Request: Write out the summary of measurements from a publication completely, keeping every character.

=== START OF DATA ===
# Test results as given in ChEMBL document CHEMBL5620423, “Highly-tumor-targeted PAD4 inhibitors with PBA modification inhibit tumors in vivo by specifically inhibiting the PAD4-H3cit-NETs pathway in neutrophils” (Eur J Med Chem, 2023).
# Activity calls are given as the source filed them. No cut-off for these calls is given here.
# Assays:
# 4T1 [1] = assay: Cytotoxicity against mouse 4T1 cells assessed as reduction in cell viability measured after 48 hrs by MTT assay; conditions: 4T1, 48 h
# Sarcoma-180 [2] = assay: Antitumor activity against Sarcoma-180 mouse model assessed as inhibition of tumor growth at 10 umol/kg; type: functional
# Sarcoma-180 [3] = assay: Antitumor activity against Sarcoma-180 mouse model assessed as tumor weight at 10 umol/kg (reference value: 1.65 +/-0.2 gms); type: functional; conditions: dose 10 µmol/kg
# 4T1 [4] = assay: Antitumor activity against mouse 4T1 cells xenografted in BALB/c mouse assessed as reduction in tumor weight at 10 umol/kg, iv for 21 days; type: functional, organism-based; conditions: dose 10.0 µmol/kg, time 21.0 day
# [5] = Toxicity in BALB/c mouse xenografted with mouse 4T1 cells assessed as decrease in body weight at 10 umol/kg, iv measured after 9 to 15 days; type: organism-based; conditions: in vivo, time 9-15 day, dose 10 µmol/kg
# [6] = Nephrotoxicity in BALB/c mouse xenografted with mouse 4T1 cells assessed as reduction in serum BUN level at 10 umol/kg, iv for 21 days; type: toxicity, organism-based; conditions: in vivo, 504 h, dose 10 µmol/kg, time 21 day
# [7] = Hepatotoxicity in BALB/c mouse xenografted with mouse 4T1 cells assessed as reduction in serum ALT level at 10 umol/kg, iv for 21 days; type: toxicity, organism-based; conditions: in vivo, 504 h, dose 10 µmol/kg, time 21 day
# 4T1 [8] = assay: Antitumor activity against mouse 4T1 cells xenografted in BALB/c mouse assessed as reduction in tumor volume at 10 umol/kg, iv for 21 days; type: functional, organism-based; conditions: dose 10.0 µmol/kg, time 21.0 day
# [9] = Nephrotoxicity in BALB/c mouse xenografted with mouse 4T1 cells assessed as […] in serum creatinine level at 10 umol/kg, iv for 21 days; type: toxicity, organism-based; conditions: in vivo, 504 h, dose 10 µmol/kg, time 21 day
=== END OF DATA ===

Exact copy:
# Test results as given in ChEMBL document CHEMBL5620423, “Highly-tumor-targeted PAD4 inhibitors with PBA modification inhibit tumors in vivo by specifically inhibiting the PAD4-H3cit-NETs pathway in neutrophils” (Eur J Med Chem, 2023).
# Activity calls are given as the source filed them. No cut-off for these calls is given here.
# Assays:
# 4T1 [1] = assay: Cytotoxicity against mouse 4T1 cells assessed as reduction in cell viability measured after 48 hrs by MTT assay; conditions: 4T1, 48 h
# Sarcoma-180 [2] = assay: Antitumor activity against Sarcoma-180 mouse model assessed as inhibition of tumor growth at 10 umol/kg; type: functional
# Sarcoma-180 [3] = assay: Antitumor activity against Sarcoma-180 mouse model assessed as tumor weight at 10 umol/kg (reference value: 1.65 +/-0.2 gms); type: functional; conditions: dose 10 µmol/kg
# 4T1 [4] = assay: Antitumor activity against mouse 4T1 cells xenografted in BALB/c mouse assessed as reduction in tumor weight at 10 umol/kg, iv for 21 days; type: functional, organism-based; conditions: dose 10.0 µmol/kg, time 21.0 day
# [5] = Toxicity in BALB/c mouse xenografted with mouse 4T1 cells assessed as decrease in body weight at 10 umol/kg, iv measured after 9 to 15 days; type: organism-based; conditions: in vivo, time 9-15 day, dose 10 µmol/kg
# [6] = Nephrotoxicity in BALB/c mouse xenografted with mouse 4T1 cells assessed as reduction in serum BUN level at 10 umol/kg, iv for 21 days; type: toxicity, organism-based; conditions: in vivo, 504 h, dose 10 µmol/kg, time 21 day
# [7] = Hepatotoxicity in BALB/c mouse xenografted with mouse 4T1 cells assessed as reduction in serum ALT level at 10 umol/kg, iv for 21 days; type: toxicity, organism-based; conditions: in vivo, 504 h, dose 10 µmol/kg, time 21 day
# 4T1 [8] = assay: Antitumor activity against mouse 4T1 cells xenografted in BALB/c mouse assessed as reduction in tumor volume at 10 umol/kg, iv for 21 days; type: functional, organism-based; conditions: dose 10.0 µmol/kg, time 21.0 day
# [9] = Nephrotoxicity in BALB/c mouse xenografted with mouse 4T1 cells assessed as […] in serum creatinine level at 10 umol/kg, iv for 21 days; type: toxicity, organism-based; conditions: in vivo, 504 h, dose 10 µmol/kg, time 21 day